I made quick decisions like a boss and enlisted some friends to help me deal with the attic nightmare. We rented a pod to use as a storage space and everything I didn’t want went into it. After I physically moved into my new cottage I gave away every single thing in there. My friends and I carried six car and truck loads to the local Salvation Army.
Would I suggest everyone deal with their sentimental clutter this way? Possibly! Seriously, I was RUTHLESS. I realized how many things I owned just didn’t mean that much to me anymore when faced with the reality of my new home size.
Living with less has allowed me to create a clutter-free home and let go of sentimental items and mementos. I’ve also created new habits that will ensure I don’t bring more stuff into my home without giving away some of the other junk! I wouldn’t say I’ve embraced minimalism but I definitely am living with less.
I was FORCED to make quick decisions about what I owned. You may not have to do this as radically as I did but making choices is still within your power.
6. Are you ready to invest the time it takes to care of all the things?
Our stuff comes with an obligation to take care of it, unless we hide it in the closet, basement or attic. At that point you need to ask yourself question #4!
Let’s talk about our closets, shall we? Full of clothes, shoes, and heaven only knows what else.
(My closet in my previous home before we changed the doors and I organized it. ~don’t judge!)
Do you even know what’s inside yours? How long has it been since you went through and cleaned them out?
Does your heart start racing at the thought of dealing with ALL THAT STUFF?
The thought of dealing with what was in my attic held me hostage far too long. Only a drastic change in my living situation forced me to face what should have been done much earlier.
So the question remains: am I really taking care of the things I’ve been blessed with or are they just occupying space?
Do you actually wear all those clothes in your closet, use the decorations stored in the attic or that collection of cute memorabilia that you haven’t looked at it in 10 years?
If you’re not using what you own you’re not being a good steward of all God has blessed you with. This hard truth can also be freeing if you let it stir you into action.
7. Where to dispose of or donate items?
Now that we’ve looked closer at what we have, are you ready to do something about the clutter?
As my readers tell me, they don’t know where to start (that’s a whole ‘other post!) What I can tell you is once you start addressing the overabundance of STUFF you own, you can then decide what to do with the items you part with.
If you have a multitude of items and you’re up for it, you can earn some money by holding a yard sale or even listing things on craigslist or Facebook marketplace. This involves time so weigh how much you might earn with the time it takes to get ready. (Read my 5 tips on how to make money on a yard sale.)
I’m a firm believer in blessing others whenever possible. Those clothes that are too little or extra dishes you don’t need, all may be a lifesaver to someone less fortunate.
How do you know what to do with the things you want to give away?
Many charities will come pick up larger items like furniture. Some organizations operate a thrift store and use the proceeds to pour back into people (Think Goodwill and Salvation Army.) You may also receive a tax deduction when you give these things away.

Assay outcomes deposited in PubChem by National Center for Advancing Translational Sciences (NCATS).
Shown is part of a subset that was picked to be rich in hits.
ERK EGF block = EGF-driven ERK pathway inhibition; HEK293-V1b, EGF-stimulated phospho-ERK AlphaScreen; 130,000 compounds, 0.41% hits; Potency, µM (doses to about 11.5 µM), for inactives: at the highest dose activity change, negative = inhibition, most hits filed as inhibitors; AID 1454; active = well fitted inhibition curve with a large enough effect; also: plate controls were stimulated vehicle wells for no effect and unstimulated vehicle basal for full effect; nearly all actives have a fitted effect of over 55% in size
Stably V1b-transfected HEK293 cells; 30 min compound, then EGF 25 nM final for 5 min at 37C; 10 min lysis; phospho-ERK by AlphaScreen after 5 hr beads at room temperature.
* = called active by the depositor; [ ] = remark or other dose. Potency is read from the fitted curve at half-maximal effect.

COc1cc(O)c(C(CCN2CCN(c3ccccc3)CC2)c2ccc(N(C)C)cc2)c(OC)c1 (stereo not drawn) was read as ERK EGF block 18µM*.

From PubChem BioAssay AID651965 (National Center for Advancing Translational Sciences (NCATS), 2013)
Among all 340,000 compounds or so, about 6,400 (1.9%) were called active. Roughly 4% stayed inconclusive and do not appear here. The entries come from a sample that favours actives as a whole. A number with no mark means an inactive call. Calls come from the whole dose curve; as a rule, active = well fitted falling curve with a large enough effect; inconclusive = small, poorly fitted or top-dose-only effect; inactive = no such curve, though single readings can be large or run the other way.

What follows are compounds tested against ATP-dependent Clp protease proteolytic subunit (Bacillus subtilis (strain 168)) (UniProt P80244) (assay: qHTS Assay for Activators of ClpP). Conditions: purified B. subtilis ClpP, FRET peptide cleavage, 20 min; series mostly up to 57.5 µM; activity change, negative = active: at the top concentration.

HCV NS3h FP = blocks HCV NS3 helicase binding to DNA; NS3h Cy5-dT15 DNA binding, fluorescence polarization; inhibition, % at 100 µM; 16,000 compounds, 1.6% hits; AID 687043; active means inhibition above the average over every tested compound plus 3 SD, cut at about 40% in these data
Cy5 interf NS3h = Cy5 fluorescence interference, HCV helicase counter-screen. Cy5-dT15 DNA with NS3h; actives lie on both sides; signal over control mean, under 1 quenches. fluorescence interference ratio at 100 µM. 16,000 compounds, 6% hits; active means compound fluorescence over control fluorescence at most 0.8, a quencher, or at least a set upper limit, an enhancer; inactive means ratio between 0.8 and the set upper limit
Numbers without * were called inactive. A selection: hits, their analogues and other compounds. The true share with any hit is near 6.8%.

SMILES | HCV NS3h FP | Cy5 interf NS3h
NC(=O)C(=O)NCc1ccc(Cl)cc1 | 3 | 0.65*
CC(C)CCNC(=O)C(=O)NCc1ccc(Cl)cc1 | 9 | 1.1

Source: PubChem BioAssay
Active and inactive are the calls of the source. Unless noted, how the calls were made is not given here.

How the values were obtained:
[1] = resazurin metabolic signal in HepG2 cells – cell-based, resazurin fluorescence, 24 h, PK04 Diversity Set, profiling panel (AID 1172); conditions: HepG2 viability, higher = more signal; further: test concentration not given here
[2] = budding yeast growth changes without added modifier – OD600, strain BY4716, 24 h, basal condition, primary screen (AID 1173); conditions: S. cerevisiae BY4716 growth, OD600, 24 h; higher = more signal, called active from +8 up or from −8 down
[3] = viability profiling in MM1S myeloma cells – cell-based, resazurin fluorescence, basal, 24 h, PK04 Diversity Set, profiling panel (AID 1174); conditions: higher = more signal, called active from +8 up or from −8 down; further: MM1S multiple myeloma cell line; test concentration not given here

Often churches will accept donations for their clothing closet for the needy. I like to support a local organization associated with our church because I know exactly where my gifts are helping the most.
When you look at life as an opportunity to give back, you’ll be amazed at the ways you can make a difference.
Just one last thought. You CAN begin to take control of your home with these ideas for decluttering sentimental items (and everything else!) The power to face your overwhelm is within your grasp!
FAQs about decluttering
- Here’s what I’ve learned from my early years of clipping magazine pictures and studying beautiful homes. We all have our own style and taste. A tastefully decorated home like ones you see in magazines and on the internet is possible. But it will take some work and require some decision making on your part.
- When I asked my readers the one thing they struggled with when decorating their home, I kept hearing the same answer repeated over and over. Clutter. What to keep and what to get rid of. Where to even begin attacking the overwhelm.
- I completely understand. I walked my parents through their last years of life while homeschooling my kids and living a busy life. The overwhelming pull of STUFF and the decisions I needed to make for my parents, day after day, possession by possession, drained the life out of me.
- Can you relate? Are you part of the “sandwich” generation, torn between parenting roles and older family members? Does the thought of letting go of things that feel so important make you want to curl up in a fetal position?
For more resources on the connection between grief and loss, check out these posts!
When Should You See a Therapist?
Living with Grief and Heartbreak
Clutter and Grief: Are They Connected and are You Stuck?
How to Declutter After a Death or Loss
What No One Wants to Talk About at Christmas
How to Overcome Stress and Anxiety When You’re Stuck